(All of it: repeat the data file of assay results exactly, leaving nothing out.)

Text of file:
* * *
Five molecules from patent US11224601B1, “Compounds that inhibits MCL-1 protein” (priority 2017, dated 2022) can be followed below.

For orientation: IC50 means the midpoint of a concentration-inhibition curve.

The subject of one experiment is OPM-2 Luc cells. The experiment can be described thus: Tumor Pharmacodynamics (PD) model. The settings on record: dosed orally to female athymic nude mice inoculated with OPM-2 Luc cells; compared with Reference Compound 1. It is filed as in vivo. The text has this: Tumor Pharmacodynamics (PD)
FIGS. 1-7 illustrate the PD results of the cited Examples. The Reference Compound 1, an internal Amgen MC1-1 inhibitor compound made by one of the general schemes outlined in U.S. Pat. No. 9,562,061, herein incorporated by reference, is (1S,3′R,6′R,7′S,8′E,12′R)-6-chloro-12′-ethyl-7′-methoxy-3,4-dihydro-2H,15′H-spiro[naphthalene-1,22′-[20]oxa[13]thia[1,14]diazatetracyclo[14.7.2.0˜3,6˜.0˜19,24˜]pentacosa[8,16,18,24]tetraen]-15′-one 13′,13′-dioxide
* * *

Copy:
Five molecules from patent US11224601B1, “Compounds that inhibits MCL-1 protein” (priority 2017, dated 2022) can be followed below.

For orientation: IC50 means the midpoint of a concentration-inhibition curve.

The subject of one experiment is OPM-2 Luc cells. The experiment can be described thus: Tumor Pharmacodynamics (PD) model. The settings on record: dosed orally to female athymic nude mice inoculated with OPM-2 Luc cells; compared with Reference Compound 1. It is filed as in vivo. The text has this: Tumor Pharmacodynamics (PD)
FIGS. 1-7 illustrate the PD results of the cited Examples. The Reference Compound 1, an internal Amgen MC1-1 inhibitor compound made by one of the general schemes outlined in U.S. Pat. No. 9,562,061, herein incorporated by reference, is (1S,3′R,6′R,7′S,8′E,12′R)-6-chloro-12′-ethyl-7′-methoxy-3,4-dihydro-2H,15′H-spiro[naphthalene-1,22′-[20]oxa[13]thia[1,14]diazatetracyclo[14.7.2.0˜3,6˜.0˜19,24˜]pentacosa[8,16,18,24]tetraen]-15′-one 13′,13′-dioxide